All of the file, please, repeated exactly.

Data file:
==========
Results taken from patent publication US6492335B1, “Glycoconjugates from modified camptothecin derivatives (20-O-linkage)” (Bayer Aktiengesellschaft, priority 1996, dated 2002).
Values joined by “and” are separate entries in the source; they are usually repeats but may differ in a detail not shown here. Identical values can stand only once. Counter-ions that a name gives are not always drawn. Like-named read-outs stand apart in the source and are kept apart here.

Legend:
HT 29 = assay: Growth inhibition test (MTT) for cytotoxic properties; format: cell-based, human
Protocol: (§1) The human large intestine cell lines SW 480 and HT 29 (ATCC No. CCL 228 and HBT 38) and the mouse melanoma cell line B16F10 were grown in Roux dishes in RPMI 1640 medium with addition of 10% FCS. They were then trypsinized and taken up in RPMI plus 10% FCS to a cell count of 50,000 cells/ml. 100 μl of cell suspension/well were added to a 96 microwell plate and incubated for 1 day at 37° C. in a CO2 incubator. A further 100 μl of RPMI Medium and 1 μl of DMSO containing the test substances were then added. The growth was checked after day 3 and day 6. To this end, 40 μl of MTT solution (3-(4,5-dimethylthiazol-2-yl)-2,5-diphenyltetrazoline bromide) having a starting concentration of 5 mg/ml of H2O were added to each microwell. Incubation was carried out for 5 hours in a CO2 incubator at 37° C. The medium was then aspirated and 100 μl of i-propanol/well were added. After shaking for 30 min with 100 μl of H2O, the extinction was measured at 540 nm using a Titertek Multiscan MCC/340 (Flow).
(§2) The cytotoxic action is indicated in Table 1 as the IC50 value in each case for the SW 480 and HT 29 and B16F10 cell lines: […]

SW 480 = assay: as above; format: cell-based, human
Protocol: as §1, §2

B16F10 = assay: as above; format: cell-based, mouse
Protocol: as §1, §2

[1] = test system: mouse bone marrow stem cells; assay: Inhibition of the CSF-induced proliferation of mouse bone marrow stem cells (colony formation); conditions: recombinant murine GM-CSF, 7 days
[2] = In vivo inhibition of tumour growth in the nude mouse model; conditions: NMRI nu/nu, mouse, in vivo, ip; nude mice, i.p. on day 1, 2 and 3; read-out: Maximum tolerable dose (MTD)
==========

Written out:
Results taken from patent publication US6492335B1, “Glycoconjugates from modified camptothecin derivatives (20-O-linkage)” (Bayer Aktiengesellschaft, priority 1996, dated 2002).
Values joined by “and” are separate entries in the source; they are usually repeats but may differ in a detail not shown here. Identical values can stand only once. Counter-ions that a name gives are not always drawn. Like-named read-outs stand apart in the source and are kept apart here.

Legend:
HT 29 = assay: Growth inhibition test (MTT) for cytotoxic properties; format: cell-based, human
Protocol: (§1) The human large intestine cell lines SW 480 and HT 29 (ATCC No. CCL 228 and HBT 38) and the mouse melanoma cell line B16F10 were grown in Roux dishes in RPMI 1640 medium with addition of 10% FCS. They were then trypsinized and taken up in RPMI plus 10% FCS to a cell count of 50,000 cells/ml. 100 μl of cell suspension/well were added to a 96 microwell plate and incubated for 1 day at 37° C. in a CO2 incubator. A further 100 μl of RPMI Medium and 1 μl of DMSO containing the test substances were then added. The growth was checked after day 3 and day 6. To this end, 40 μl of MTT solution (3-(4,5-dimethylthiazol-2-yl)-2,5-diphenyltetrazoline bromide) having a starting concentration of 5 mg/ml of H2O were added to each microwell. Incubation was carried out for 5 hours in a CO2 incubator at 37° C. The medium was then aspirated and 100 μl of i-propanol/well were added. After shaking for 30 min with 100 μl of H2O, the extinction was measured at 540 nm using a Titertek Multiscan MCC/340 (Flow).
(§2) The cytotoxic action is indicated in Table 1 as the IC50 value in each case for the SW 480 and HT 29 and B16F10 cell lines: […]

SW 480 = assay: as above; format: cell-based, human
Protocol: as §1, §2

B16F10 = assay: as above; format: cell-based, mouse
Protocol: as §1, §2

[1] = test system: mouse bone marrow stem cells; assay: Inhibition of the CSF-induced proliferation of mouse bone marrow stem cells (colony formation); conditions: recombinant murine GM-CSF, 7 days
[2] = In vivo inhibition of tumour growth in the nude mouse model; conditions: NMRI nu/nu, mouse, in vivo, ip; nude mice, i.p. on day 1, 2 and 3; read-out: Maximum tolerable dose (MTD)